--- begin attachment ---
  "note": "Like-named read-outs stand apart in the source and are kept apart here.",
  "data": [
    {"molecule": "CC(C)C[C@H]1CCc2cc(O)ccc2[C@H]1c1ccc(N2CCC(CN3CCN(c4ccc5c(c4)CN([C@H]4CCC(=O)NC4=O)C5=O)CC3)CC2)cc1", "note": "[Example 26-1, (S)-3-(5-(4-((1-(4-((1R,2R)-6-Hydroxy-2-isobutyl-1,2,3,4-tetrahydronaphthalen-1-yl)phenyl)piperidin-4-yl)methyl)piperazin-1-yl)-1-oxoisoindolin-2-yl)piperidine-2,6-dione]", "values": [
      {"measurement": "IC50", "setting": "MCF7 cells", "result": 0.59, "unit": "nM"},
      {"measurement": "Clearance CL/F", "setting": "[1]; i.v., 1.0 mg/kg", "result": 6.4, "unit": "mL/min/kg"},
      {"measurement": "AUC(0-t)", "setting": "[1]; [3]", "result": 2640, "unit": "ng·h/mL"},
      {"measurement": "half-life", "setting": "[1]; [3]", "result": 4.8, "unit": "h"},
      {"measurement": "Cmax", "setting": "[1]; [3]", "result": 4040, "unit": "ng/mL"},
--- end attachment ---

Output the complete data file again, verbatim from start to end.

  "note": "Like-named read-outs stand apart in the source and are kept apart here.",
  "data": [
    {"molecule": "CC(C)C[C@H]1CCc2cc(O)ccc2[C@H]1c1ccc(N2CCC(CN3CCN(c4ccc5c(c4)CN([C@H]4CCC(=O)NC4=O)C5=O)CC3)CC2)cc1", "note": "[Example 26-1, (S)-3-(5-(4-((1-(4-((1R,2R)-6-Hydroxy-2-isobutyl-1,2,3,4-tetrahydronaphthalen-1-yl)phenyl)piperidin-4-yl)methyl)piperazin-1-yl)-1-oxoisoindolin-2-yl)piperidine-2,6-dione]", "values": [
      {"measurement": "IC50", "setting": "MCF7 cells", "result": 0.59, "unit": "nM"},
      {"measurement": "Clearance CL/F", "setting": "[1]; i.v., 1.0 mg/kg", "result": 6.4, "unit": "mL/min/kg"},
      {"measurement": "AUC(0-t)", "setting": "[1]; [3]", "result": 2640, "unit": "ng·h/mL"},
      {"measurement": "half-life", "setting": "[1]; [3]", "result": 4.8, "unit": "h"},
      {"measurement": "Cmax", "setting": "[1]; [3]", "result": 4040, "unit": "ng/mL"},